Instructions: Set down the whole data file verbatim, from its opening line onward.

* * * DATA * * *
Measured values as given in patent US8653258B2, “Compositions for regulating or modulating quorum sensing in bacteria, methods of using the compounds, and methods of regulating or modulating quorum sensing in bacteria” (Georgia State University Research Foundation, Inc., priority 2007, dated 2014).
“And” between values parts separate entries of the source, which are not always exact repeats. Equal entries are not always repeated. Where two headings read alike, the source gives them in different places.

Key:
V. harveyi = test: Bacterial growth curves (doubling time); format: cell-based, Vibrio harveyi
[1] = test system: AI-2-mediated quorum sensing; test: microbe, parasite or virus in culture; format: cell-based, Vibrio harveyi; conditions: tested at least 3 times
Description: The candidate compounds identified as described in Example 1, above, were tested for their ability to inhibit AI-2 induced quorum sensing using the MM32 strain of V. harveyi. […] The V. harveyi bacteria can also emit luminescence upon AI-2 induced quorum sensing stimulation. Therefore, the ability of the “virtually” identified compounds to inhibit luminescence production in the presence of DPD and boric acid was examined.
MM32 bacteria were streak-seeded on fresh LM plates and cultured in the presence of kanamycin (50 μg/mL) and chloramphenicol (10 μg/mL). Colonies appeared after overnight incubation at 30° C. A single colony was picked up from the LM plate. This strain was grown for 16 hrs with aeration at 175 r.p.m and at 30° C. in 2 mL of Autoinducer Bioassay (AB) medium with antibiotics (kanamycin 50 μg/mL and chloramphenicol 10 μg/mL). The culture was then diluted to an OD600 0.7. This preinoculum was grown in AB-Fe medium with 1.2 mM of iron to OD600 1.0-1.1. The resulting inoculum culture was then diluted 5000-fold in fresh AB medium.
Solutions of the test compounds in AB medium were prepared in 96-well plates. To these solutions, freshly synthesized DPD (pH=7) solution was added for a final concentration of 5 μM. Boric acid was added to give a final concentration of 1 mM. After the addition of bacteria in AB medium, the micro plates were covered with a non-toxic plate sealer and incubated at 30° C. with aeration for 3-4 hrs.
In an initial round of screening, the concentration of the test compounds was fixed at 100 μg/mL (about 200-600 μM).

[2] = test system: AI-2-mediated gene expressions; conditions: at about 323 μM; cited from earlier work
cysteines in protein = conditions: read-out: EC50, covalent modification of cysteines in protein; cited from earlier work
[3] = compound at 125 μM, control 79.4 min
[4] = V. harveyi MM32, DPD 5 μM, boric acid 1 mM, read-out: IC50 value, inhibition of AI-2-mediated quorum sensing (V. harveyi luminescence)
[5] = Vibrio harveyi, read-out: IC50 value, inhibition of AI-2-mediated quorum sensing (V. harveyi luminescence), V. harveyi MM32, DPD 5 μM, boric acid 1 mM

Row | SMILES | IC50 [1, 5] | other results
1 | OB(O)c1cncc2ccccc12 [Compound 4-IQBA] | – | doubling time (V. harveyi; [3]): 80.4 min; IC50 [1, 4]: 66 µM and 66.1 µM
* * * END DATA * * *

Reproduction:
Measured values as given in patent US8653258B2, “Compositions for regulating or modulating quorum sensing in bacteria, methods of using the compounds, and methods of regulating or modulating quorum sensing in bacteria” (Georgia State University Research Foundation, Inc., priority 2007, dated 2014).
“And” between values parts separate entries of the source, which are not always exact repeats. Equal entries are not always repeated. Where two headings read alike, the source gives them in different places.

Key:
V. harveyi = test: Bacterial growth curves (doubling time); format: cell-based, Vibrio harveyi
[1] = test system: AI-2-mediated quorum sensing; test: microbe, parasite or virus in culture; format: cell-based, Vibrio harveyi; conditions: tested at least 3 times
Description: The candidate compounds identified as described in Example 1, above, were tested for their ability to inhibit AI-2 induced quorum sensing using the MM32 strain of V. harveyi. […] The V. harveyi bacteria can also emit luminescence upon AI-2 induced quorum sensing stimulation. Therefore, the ability of the “virtually” identified compounds to inhibit luminescence production in the presence of DPD and boric acid was examined.
MM32 bacteria were streak-seeded on fresh LM plates and cultured in the presence of kanamycin (50 μg/mL) and chloramphenicol (10 μg/mL). Colonies appeared after overnight incubation at 30° C. A single colony was picked up from the LM plate. This strain was grown for 16 hrs with aeration at 175 r.p.m and at 30° C. in 2 mL of Autoinducer Bioassay (AB) medium with antibiotics (kanamycin 50 μg/mL and chloramphenicol 10 μg/mL). The culture was then diluted to an OD600 0.7. This preinoculum was grown in AB-Fe medium with 1.2 mM of iron to OD600 1.0-1.1. The resulting inoculum culture was then diluted 5000-fold in fresh AB medium.
Solutions of the test compounds in AB medium were prepared in 96-well plates. To these solutions, freshly synthesized DPD (pH=7) solution was added for a final concentration of 5 μM. Boric acid was added to give a final concentration of 1 mM. After the addition of bacteria in AB medium, the micro plates were covered with a non-toxic plate sealer and incubated at 30° C. with aeration for 3-4 hrs.
In an initial round of screening, the concentration of the test compounds was fixed at 100 μg/mL (about 200-600 μM).

[2] = test system: AI-2-mediated gene expressions; conditions: at about 323 μM; cited from earlier work
cysteines in protein = conditions: read-out: EC50, covalent modification of cysteines in protein; cited from earlier work
[3] = compound at 125 μM, control 79.4 min
[4] = V. harveyi MM32, DPD 5 μM, boric acid 1 mM, read-out: IC50 value, inhibition of AI-2-mediated quorum sensing (V. harveyi luminescence)
[5] = Vibrio harveyi, read-out: IC50 value, inhibition of AI-2-mediated quorum sensing (V. harveyi luminescence), V. harveyi MM32, DPD 5 μM, boric acid 1 mM

Row | SMILES | IC50 [1, 5] | other results
1 | OB(O)c1cncc2ccccc12 [Compound 4-IQBA] | – | doubling time (V. harveyi; [3]): 80.4 min; IC50 [1, 4]: 66 µM and 66.1 µM